Idea Creation Is Priority #1
Product creation is paramount to achieving massive success and, while execution is important, you first need an idea. People are often struck by bouts of inspiration and spend significant time and resources bringing their ideas to fruition. Unfortunately, most ideas aren’t commercially viable and many have wasted thousands of dollars creating products that collect dust in a garage.
The key is to create a product that meets an existing need. For example, Armand Morin’s ebook accomplished this. It taught site owners and IT professionals how to accept credit cards, streamline payment processing, and identify merchant services who won’t freeze their accounts.
Further, when he sought to distribute the ebook and found there was no simple way for doing so, he created his own software to solve the problem. That meant he had two products to sell which fulfilled specific market needs–the ebook, and the program to deliver it. Both ended up selling well, taking the sting out of Armand’s problem with his bank.
Armand concentrates on satisfying market demand by creating products that:
Makes tasks easier. Or, automates existing tasks.
This formula consistently provides above-average returns. If you keep these two goals in mind, you can continually generate winning product ideas.
Mo’ Problems, Mo’ Money
When evaluating ideas, consider the correlation between the size of the problem your product solves and the amount you can charge for it. The bigger the problem, the higher the price tag. Too many companies price a product based on operational and marketing costs, and the desired return. That can create a substantial disconnect insofar as what that product is actually worth to its target audience.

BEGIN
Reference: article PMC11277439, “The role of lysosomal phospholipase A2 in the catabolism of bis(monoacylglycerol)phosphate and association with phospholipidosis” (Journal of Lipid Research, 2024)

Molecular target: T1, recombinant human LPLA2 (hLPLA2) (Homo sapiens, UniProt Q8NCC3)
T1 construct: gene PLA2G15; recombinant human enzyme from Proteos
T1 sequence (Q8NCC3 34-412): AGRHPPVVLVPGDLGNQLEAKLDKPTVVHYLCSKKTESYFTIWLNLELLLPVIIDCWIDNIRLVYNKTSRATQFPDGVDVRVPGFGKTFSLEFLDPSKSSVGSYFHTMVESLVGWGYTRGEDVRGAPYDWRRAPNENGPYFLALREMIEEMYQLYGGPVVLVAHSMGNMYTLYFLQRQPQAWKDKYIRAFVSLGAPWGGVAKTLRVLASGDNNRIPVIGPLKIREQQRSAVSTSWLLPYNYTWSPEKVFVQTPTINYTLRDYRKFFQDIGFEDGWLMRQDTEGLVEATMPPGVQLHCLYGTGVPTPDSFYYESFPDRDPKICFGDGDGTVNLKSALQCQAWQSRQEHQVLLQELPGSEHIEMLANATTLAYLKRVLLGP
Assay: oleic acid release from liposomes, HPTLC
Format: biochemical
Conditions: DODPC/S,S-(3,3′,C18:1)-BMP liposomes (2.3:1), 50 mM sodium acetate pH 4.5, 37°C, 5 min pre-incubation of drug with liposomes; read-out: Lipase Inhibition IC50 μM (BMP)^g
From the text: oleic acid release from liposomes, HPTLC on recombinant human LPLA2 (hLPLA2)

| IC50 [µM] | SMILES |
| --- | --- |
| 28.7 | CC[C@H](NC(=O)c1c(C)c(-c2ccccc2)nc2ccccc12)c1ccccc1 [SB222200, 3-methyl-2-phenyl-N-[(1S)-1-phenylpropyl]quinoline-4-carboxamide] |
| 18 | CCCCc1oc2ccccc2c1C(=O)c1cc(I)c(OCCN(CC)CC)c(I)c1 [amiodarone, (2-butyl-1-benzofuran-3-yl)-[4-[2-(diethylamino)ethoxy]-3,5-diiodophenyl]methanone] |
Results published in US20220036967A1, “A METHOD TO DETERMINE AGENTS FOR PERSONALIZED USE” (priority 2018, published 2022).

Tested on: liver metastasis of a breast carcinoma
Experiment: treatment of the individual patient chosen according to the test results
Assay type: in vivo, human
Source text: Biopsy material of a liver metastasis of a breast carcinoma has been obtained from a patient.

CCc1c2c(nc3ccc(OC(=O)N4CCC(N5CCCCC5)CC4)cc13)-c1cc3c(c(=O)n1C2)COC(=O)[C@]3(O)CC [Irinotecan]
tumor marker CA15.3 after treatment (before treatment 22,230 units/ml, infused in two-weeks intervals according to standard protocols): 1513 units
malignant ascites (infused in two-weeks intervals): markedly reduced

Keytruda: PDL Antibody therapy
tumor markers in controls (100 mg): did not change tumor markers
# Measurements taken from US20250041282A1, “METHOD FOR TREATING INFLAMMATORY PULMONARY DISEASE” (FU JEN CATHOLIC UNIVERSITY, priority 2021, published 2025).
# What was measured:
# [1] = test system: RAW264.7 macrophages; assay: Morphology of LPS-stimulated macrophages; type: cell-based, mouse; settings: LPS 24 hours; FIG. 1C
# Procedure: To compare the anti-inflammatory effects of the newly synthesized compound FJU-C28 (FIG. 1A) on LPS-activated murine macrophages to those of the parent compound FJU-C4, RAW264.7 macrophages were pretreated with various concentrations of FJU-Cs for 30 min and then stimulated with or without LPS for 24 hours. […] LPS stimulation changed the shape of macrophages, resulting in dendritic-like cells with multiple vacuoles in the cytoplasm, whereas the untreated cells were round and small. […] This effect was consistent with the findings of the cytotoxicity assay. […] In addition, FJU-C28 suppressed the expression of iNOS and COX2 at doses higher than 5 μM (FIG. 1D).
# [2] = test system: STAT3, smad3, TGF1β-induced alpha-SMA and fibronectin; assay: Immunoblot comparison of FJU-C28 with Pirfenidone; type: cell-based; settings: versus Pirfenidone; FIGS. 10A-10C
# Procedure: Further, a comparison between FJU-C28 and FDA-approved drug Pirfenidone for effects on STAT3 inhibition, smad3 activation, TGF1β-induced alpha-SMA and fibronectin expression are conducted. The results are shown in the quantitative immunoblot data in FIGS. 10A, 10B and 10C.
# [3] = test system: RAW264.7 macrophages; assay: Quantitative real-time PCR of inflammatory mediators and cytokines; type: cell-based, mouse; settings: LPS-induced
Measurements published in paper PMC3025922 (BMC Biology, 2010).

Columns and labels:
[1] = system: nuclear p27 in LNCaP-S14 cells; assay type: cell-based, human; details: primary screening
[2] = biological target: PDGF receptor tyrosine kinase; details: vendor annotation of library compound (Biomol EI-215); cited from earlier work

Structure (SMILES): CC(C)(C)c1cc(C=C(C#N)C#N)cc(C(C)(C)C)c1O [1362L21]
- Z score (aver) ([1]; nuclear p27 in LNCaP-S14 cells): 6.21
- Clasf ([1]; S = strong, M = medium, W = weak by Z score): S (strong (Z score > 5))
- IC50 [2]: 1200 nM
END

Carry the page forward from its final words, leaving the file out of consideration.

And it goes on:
The overriding factor to consider is how much the market is willing to pay for the product or service. Regardless of whether you spent millions on research and development or pennies, your potential customers don’t care about your costs. They just care about getting what they perceive as substantial value for their investment.
Create products that solve existing problems at what your target audience considers a great price.
Successful Internet marketers begin with addressing small problems and creating low-priced products. In fact, many argue the first touch-point should be providing valuable free content in exchange for a customer’s contact information. The objective is to entice a customer to enter your sales funnel, whereby a meaningful relationship is developed over time, and you proactively inspire her to purchase higher-priced products and services. Industry leaders recognize the first sale represents merely the beginning of the relationship, not the end.
Armand prides himself on both his creativity and consistently delivering value that far exceeds the cost of his products. The beauty of the Internet is that you can easily launch new products, test the waters, and modify pricing as necessary. Having the courage to try something new and remain flexible enough to make adjustments on the fly are critical to your overall success.
Don’t Go The Extra Mile, Go The Extra Marathon